Johannesburg - Coal companies signed a surprise wage deal with unions on Wednesday in an effort to avoid a wave of deadly illegal strikes that have rocked the country's gold and platinum sectors.
The Chamber of Mines said the companies, which include Anglo American, had agreed to raise certain entry-level wages by up to 5% and offered one-off payments to higher categories of workers.
The main wage agreements in the coal sector do not expire until the middle of next year, but militant unions have ignored existing contracts in platinum and gold, leading to rolling wildcat action that has led to the killing of over 50 people so far this year, most of them shot dead by police.
Phillemon Motlhamme, deputy head for industrial relations at the chamber, said the body that represents the industry was approached by unions in September to ensure that illegal strikes would not spread to coal.
"The National Union of Mineworkers (NUM) and the other two unions asked how we can strengthen our collective bargaining framework and ensure continuous stability in the coal sector," he said.
Preemptive move by NUM
The NUM also wants to shore up its own base, given that the unrest that has gripped the platinum sector has its roots in a turf war between it and the upstart Association of Mineworkers and Construction Union (AMCU).
"This deal is being used by NUM to reassert its relevance. NUM is desperate to stem that crisis because its position, which always seemed so secure, has suddenly been shaken," said Loane Sharp, a labour economist at staffing firm Adcorp.
Salaries will be raised by 5% for entry-level employees at Anglo, Kangra Coal, Xstrata Coal, and Exxaro's Mpumalanga operations, effective 1 November.
Exxaro will give smaller wage increases to workers in other categories, while Anglo, Kangra, Optimum Coal and Xstrata have offered a one-off payment of R2 000 to workers in higher levels.
While there were some disruptions recently to operations at small coal mines due to legal strikes, most companies in the sector have not been affected.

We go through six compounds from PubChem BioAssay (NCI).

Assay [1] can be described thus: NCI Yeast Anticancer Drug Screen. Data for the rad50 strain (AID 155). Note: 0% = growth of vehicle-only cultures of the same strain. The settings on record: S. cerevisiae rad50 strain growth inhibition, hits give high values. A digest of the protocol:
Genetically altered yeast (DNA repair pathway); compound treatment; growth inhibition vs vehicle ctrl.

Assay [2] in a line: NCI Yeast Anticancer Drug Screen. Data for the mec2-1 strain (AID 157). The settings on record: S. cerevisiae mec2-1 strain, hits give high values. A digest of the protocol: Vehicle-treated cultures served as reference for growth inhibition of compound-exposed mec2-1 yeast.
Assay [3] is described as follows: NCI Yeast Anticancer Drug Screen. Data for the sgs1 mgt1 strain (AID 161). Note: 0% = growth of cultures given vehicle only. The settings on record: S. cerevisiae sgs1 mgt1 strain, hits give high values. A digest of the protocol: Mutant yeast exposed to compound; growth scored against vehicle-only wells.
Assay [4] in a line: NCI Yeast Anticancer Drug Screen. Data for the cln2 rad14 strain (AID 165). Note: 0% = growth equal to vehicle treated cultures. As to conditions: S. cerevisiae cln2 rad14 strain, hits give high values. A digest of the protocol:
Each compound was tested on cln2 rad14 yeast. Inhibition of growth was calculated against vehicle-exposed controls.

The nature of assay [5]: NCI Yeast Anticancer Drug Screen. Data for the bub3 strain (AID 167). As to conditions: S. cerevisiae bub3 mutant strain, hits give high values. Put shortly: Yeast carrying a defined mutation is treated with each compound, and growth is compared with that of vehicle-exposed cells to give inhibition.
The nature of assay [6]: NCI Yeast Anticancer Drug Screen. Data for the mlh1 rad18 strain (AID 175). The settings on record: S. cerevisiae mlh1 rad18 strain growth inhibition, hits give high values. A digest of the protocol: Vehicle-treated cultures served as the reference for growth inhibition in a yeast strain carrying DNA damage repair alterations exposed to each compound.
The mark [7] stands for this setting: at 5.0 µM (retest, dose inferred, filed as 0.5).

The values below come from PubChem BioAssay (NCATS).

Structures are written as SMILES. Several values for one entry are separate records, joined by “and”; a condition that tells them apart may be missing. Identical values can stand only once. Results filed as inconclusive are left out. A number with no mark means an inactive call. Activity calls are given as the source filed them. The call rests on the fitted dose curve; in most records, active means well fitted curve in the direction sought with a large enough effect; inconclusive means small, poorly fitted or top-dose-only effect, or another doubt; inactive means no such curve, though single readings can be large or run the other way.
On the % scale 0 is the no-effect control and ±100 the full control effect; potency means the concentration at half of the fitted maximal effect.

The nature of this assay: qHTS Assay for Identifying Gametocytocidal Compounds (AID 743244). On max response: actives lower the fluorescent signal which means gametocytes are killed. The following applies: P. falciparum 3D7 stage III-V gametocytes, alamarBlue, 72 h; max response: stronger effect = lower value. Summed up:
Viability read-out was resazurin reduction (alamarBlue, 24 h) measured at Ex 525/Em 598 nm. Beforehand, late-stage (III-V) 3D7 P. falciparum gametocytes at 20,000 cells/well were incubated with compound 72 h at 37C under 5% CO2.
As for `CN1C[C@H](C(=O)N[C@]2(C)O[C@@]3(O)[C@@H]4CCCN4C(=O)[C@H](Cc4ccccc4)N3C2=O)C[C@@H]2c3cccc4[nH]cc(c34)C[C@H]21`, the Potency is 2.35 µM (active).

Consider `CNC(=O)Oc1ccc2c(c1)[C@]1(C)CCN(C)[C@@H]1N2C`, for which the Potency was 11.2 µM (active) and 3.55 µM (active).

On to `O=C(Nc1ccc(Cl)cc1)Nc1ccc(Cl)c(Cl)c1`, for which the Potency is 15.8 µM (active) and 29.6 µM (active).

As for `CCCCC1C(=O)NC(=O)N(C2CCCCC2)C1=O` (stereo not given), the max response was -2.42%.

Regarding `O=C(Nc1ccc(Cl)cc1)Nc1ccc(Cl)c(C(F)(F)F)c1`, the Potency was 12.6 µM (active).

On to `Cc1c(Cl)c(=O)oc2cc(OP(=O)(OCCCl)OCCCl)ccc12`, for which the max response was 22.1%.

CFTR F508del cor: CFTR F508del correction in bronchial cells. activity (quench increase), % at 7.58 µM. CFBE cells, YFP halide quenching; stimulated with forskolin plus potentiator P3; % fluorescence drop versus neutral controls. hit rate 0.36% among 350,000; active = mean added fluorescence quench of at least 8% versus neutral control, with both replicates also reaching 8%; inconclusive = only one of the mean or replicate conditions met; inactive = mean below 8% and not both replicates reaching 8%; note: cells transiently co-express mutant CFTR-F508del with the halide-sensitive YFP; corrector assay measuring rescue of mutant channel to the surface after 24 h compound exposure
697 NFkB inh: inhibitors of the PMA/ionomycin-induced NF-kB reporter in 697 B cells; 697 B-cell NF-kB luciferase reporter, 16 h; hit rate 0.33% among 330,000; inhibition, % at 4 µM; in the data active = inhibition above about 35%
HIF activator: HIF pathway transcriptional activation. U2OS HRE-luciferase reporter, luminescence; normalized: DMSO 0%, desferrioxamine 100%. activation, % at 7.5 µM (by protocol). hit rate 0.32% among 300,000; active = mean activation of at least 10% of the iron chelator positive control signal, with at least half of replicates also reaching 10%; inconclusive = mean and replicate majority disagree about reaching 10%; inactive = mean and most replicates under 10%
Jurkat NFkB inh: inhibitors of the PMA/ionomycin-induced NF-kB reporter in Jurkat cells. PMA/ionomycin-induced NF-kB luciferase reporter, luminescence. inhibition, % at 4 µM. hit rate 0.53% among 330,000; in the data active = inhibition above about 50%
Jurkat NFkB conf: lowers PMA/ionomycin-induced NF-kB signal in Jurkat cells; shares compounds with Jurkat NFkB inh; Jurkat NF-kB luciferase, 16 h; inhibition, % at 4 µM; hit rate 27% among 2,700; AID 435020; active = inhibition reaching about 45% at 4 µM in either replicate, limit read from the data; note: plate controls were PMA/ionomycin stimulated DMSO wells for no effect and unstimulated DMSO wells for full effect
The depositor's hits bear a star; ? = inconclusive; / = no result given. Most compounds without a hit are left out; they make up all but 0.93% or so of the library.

Labour strife first erupted in January at the Rustenburg operations of Impala Platinum, but gold and coal were initially seen as immune because of their industrywide wage deals.
Platinum has traditionally negotiated on a company-by-company basis, making it easier for a new union to go to individual firms and tell workers they can get better deals.
The sense of security in the gold sector evaporated when the strikes spread to its South African shafts.
NUM was also put on the defensive as workers at big bullion producers such as Gold Fields and AngloGold Ashanti expressed anger with its leadership, which is seen as out of touch with the rank and file.
More than 80 000 miners, or 15% of the industry's workforce, have walked off the job in recent months in the gold and platinum sectors in often violent, wildcat strikes, undermining already shaky growth in Africa's biggest economy and denting investor confidence.
Wage deals in South African mining have been exceeding inflation in recent years, but workers at the bottom end of the scale are coming off a very low base for dangerous work. The average mine worker also has eight dependents, and so wage hikes do not go far.
If the unrest spread to coal mines, it would have an impact reaching far beyond the industry. Some 85% of South Africa's electricity is generated by coal-fired plants.
Anglo American Platinum is still struggling to get more than 30 000 workers back to work as an illegal strike at its Rustenburg operations now in its eighth week.